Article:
May 18-19 Sermon Resource

Gospel as Salvation

  • Main text: Romans 1:1-17
  • Accompanying text: Matt 9:10-13

What this passage means to us

By the order of the biblical Canon, Romans is the first epistle encountered in the Bible, but it is generally assumed to be one of his later letters chronologically. While in Acts 14 we saw Barnabas and Paul sharing the gospel with the Gentiles, in Paul’s letter to the Romans we hear first-hand what the gospel is to Paul.

Paul begins, as was customary in such letters, by introducing himself. For Paul, his identity is in Christ. He describes himself as a ‘servant of Christ Jesus’ – in the Greek this is literally a ‘slave’ of Jesus Christ (though modern translations avoid this term because slavery to most modern readers is linked with the racist, dehumanising, colonial ideology of the last five hundred years or so). Paul’s use of this phrases echoes similar sentiments expressed in the Old Testament where both Moses and Joshua are described as being servants of the LORD (Yahweh) (e.g. Deut 34:5). What is significant here is that Paul takes the term Yahweh from the Old Testament (which like in modern translation was translated as LORD in the Greek Septuagint translation of the Old Testament) and he feels comfortable in replacing it with Jesus Christ.

Paul’s description of himself as a servant of Jesus Christ is viewed often as a mark of Paul’s humility – it is a declaration that he is the servant, not the master, but it also means that Paul is a representative of Jesus. This theme is expanded when he states that he is ‘called to be an apostle’, called to be one who is sent by Jesus (Acts 26:17) having been ‘set apart for the gospel’. Thus, while Paul is identifying himself as the one who is writing to the Romans, he is making it clear that he writes, not on his own behalf, but on behalf of his Lord and Saviour, Jesus Christ. He writes not for his own purpose or gain, but ‘to bring about the obedience of faith for the sake of [Christ’s] name among all the nations’ (Rom 1:5). He writes to preach the gospel.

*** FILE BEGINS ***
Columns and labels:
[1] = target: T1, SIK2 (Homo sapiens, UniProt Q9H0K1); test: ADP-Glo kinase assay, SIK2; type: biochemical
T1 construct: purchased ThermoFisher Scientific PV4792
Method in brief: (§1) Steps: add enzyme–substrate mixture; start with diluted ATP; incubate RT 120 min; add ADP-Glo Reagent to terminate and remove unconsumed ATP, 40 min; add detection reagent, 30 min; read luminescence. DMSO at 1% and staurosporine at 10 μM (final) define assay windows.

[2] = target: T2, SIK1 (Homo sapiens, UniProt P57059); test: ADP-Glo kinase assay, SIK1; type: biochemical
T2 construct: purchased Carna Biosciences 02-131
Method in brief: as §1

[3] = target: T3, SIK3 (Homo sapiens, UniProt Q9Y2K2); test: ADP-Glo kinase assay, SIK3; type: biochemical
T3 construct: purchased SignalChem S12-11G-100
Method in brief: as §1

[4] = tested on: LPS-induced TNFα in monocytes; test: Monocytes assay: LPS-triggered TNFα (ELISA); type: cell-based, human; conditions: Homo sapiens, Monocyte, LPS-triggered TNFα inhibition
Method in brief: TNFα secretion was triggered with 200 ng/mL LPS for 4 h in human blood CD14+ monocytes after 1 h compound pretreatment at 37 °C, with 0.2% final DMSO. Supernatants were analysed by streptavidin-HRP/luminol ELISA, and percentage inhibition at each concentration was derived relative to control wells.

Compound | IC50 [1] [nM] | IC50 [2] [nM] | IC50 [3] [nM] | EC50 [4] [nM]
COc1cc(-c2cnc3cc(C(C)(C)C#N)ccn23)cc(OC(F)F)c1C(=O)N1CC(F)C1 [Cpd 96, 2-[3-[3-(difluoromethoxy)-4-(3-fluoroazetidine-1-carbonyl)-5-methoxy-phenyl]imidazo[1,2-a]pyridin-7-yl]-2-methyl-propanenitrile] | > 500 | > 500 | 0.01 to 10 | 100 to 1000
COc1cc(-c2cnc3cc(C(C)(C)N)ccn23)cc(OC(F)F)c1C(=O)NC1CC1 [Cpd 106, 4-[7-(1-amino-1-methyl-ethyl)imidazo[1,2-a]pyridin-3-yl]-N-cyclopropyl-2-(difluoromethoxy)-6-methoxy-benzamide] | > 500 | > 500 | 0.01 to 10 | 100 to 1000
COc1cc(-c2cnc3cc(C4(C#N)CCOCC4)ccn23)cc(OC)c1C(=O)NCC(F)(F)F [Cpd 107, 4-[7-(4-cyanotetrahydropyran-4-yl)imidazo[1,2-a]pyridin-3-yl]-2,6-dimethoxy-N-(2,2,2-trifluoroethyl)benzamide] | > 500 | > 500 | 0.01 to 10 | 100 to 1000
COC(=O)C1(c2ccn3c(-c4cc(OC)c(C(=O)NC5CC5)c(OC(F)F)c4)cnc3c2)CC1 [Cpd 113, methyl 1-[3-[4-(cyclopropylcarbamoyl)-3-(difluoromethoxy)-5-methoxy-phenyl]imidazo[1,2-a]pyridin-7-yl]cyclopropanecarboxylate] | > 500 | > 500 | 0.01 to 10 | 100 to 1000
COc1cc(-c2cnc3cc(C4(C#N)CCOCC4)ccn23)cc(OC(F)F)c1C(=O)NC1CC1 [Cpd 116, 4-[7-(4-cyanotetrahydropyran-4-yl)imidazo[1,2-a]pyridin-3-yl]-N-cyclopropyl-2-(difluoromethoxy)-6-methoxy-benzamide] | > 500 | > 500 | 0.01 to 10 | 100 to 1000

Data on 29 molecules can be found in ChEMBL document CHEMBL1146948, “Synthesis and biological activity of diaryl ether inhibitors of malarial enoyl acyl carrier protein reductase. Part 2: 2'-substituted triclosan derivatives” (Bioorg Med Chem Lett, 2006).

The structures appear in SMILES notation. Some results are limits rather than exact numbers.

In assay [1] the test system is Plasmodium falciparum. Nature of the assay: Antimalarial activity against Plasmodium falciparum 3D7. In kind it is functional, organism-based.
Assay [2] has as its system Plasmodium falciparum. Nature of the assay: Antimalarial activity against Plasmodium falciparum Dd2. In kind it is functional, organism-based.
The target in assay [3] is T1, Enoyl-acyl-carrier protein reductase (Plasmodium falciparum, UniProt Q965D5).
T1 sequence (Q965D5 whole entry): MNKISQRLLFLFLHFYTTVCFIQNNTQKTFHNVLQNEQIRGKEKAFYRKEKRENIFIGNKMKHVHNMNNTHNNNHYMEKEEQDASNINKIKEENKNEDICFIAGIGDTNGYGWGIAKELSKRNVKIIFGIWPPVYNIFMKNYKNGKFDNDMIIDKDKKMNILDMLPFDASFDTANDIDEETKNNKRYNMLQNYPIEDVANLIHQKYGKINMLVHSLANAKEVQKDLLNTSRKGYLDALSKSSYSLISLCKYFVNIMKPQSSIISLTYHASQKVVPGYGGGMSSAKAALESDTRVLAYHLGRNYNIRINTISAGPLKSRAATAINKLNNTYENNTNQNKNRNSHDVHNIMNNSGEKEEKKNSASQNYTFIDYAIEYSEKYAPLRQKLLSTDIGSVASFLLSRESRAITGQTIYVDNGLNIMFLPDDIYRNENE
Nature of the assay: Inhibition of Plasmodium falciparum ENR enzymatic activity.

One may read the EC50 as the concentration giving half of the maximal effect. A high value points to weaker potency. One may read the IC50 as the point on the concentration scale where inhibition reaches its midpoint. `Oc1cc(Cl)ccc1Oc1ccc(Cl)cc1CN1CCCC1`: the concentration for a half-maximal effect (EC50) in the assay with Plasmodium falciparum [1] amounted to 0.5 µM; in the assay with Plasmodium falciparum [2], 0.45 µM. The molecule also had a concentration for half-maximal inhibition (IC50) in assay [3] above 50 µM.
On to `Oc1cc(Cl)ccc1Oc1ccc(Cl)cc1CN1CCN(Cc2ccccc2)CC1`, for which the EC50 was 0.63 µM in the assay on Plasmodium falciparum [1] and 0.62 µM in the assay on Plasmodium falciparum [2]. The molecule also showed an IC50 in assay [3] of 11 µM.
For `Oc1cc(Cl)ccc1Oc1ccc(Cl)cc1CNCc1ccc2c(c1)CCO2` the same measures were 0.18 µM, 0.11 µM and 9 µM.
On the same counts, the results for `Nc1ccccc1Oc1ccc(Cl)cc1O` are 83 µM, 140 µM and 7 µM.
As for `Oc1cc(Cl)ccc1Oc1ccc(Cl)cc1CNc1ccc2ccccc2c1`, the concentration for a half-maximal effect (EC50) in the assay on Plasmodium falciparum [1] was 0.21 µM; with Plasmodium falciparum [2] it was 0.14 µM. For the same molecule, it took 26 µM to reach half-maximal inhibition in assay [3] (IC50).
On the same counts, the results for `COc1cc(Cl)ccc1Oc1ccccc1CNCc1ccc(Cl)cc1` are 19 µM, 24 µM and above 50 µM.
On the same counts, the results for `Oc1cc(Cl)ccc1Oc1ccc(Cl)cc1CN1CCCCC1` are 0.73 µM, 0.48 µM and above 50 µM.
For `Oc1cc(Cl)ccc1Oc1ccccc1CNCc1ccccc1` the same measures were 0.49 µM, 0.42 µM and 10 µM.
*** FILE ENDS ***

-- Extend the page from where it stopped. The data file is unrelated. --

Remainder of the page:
Paul writes in verse 16 that he is ‘not ashamed of the gospel’ which some commentators view as a figure of speech indicating the strength of his belief in the gospel. Yet Jesus also warned his disciples not to be ashamed of him (Mark 8:38). In 1 Corinthians Paul describes the gospel as ‘folly to those who are perishing’ and the resurrection as a ‘stumbling block to the Jews and folly to Gentiles’ (1 Cor 1:18,23). “Whenever the gospel is faithfully preached, it arouses opposition, often contempt, and sometimes ridicule. How then did Paul (and how shall we) overcome the temptation to be ashamed of the gospel? He tells us. It is by remembering that the very same message, which some people despise for its weakness, is in fact the power of God for the salvation of everyone who believes” [1].

Paul then introduces one of the topics that dominates his letter to the Romans – the righteousness of God. “For Paul, it was not enough for God to be righteous; he must act consistently with his righteousness to establish justice in the world. He did this by sending his Son. Paul believed that what God had accomplished in Christ demonstrated his covenant faithfulness and established salvations for Jews and Gentiles” [2]. Our faith is possible because of the faithfulness of God shown to us in Christ Jesus, and it is through our faith that we are given the life and righteousness of Christ (see Rom 1:17).

Context and Story-line

For Paul, the gospel is the ‘Gospel of God… concerning his Son’ (Rom 1:1,3) – it is all about Jesus Christ. In his brief recitation of the gospel here in Romans 1, he touches upon many of the themes that have been covered in the lectionary over the last year. Jesus is the ‘son of David’ (Rom 1:3), the promised messiah of Micah 5. He came ‘according to the flesh’ (Rom 1:3), echoing Matthew 1:23. He was declared to be ‘the Son of God in power’ who was raised from the dead (Rom 1:4) just as Peter described to Cornelius in Acts 10:38, and as Matthew records throughout his gospel account, culminating in the description of the disciples and the followers of Jesus when they encounter the risen Christ. Through Jesus, God promises to Abraham in Gen 12:1-3 to bless all nations, both Jews and Gentiles, is fulfilled (Rom 1:5, 16).

Paul puts it more succinctly: through Jesus Christ, God has given us grace and peace (Rom 1:7), and this is the theme that Paul will expound more in the rest of his letter to the Romans…

Scripture resources

  • 2 Timothy 1:6-12
  • Philippians 3:7-14
  • 1 Thessalonians 2:8-13

Other GCI resources

Footnotes and references

  1. John Stott, The Bible Speaks Today: the Message of Romans (Downers Grove, Il: Intervarsity Press, 1994). Digital Edition.
  2. David B. Capes, Rodney Reeves and E. Randolph Richard, Rediscovering Paul, An Introduction to His World Letter and Theology (Downers Grove, Il: Intervarsity Press, 2007). 179.
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